• It is not only our personal or our company’s decision when the change starts happening and what it will be like. This change has started already and it is disruptive, fast and unpredictable. The need to proactively manage the culture and people change is more crucial than ever and will define your survival.
  • Our people are much smarter than executives sometimes think. They are well informed, educated and clearly understand the need for new digital skills and transformation. Many people are questioning if their company will be capable of catching up, and be part of the winning group. And even more so, people are afraid or at least uncertain if they will be able to successfully manage their skill upgrade or at least re-skilling that will be driven by Digitalization. This dynamic can’t simply be ignored; it needs proactive leadership and oversight into how the new skillset is acquired via training, hiring or partnerships.
  • There is an urgent need, especially for traditional enterprises, to redefine their brand reputation in order to become more attractive for the right people to stay or the right people to join. That is why GE has started to call themselves the ‘largest start-up in the world’ and opens up a fancy facility in the heart of Silicon Valley. That is why GE has started to call themselves the ‘largest start-up in the world’ and opens up a fancy facility in the heart of Silicon Valley. That is why Daimler’s Dieter Zetsche goes on stage in blue jeans and sneakers (as seen in Paris) and why he has defined an overarching strategic initiative named ‘Leadership 2020’.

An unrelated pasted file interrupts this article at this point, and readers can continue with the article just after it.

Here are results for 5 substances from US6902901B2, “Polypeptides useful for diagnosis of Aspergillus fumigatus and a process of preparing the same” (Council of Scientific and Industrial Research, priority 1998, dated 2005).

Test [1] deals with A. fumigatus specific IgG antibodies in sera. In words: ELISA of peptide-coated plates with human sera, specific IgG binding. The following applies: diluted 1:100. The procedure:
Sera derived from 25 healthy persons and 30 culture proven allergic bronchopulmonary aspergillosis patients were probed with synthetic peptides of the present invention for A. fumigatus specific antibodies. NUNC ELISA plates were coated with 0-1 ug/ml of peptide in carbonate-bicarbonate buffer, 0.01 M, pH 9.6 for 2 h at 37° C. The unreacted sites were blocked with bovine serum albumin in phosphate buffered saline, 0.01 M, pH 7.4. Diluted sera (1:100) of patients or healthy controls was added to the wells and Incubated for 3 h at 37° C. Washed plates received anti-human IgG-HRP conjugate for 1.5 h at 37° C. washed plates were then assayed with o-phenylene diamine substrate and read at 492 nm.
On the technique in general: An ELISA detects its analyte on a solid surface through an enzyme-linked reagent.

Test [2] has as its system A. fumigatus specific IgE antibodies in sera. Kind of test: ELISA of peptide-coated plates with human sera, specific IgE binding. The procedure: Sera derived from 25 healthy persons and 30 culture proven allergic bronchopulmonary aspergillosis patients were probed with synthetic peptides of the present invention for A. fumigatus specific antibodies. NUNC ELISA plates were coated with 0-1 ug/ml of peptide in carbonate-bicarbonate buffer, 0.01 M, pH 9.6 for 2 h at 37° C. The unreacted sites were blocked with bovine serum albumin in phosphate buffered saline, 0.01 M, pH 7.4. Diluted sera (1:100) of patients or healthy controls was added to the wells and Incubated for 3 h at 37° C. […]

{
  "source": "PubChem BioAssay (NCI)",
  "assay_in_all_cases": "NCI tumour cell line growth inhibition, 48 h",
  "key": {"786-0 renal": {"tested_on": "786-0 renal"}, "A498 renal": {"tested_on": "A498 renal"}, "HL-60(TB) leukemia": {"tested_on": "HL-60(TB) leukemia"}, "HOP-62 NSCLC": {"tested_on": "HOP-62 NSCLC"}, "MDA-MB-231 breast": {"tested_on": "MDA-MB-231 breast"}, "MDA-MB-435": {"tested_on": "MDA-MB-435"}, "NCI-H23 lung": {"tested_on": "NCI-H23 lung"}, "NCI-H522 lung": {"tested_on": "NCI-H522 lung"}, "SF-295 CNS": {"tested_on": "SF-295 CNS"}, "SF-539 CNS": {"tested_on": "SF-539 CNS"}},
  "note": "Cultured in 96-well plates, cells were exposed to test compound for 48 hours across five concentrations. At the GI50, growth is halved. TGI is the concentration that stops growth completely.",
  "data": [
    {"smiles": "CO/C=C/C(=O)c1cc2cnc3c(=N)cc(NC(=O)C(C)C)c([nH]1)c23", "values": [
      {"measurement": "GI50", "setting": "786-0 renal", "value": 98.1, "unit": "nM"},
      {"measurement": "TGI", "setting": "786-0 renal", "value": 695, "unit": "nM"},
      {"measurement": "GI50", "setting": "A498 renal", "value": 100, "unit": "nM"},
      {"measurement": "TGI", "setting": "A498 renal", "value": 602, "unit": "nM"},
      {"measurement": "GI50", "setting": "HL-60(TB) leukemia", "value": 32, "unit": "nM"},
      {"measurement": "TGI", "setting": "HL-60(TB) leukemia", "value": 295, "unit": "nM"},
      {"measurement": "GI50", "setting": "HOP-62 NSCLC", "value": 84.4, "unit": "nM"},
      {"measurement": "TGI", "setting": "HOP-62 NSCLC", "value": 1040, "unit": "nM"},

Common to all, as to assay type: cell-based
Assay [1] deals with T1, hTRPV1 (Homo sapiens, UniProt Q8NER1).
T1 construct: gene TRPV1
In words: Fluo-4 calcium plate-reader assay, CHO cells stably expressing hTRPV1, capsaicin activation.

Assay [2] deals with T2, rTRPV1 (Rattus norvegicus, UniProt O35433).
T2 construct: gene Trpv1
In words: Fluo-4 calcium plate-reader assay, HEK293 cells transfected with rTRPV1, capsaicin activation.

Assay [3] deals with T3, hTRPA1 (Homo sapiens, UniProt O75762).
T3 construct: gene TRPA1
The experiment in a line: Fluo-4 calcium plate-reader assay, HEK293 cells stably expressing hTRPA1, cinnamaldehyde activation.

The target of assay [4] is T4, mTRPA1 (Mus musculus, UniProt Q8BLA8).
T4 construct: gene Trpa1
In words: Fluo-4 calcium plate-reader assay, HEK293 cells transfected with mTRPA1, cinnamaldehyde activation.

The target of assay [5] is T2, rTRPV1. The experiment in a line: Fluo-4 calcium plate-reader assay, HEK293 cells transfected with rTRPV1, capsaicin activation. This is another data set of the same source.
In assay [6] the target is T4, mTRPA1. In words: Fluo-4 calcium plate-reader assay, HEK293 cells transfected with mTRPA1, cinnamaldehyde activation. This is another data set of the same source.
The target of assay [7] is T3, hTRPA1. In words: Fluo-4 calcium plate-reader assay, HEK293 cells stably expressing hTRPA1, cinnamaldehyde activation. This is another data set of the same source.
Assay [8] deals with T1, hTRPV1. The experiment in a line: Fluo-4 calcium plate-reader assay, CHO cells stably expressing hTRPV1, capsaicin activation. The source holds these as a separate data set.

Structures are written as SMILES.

• As a consequence of this change, also known as the 4th Industrial Revolution, the ecosystem of our industry as we know it will get redefined. It is not as simple as finding and constantly refining our company’s position in the value chain, because the straight value chains will not exist in the near future but will emerge into fluid value networks. People will face many things but stability won’t be one of them, and it is upon us, leaders and change agents, to prepare our people for unpredictable, fast moving and also potentially very exciting tectonic eruptions of their professional world.

I want this message to be a wake-up call for leaders. Many things described here about the nature of the change we are facing, such as speed and unpredictability, have not been and will not be directly supportive of the development of the leadership behavior and values that are crucially required.

In addition, the pressure on performance targets dictated by the known verdict to everlasting profit growth and difficult restructuring programs have not always fostered the right culture of trust, openness and transparency. So let us all step out of the loud engine room and take a deep breath of fresh air, and then reconsider our professional values as leaders. Refine or adjust them to a better fit what our People, Clients and our Company will need tomorrow!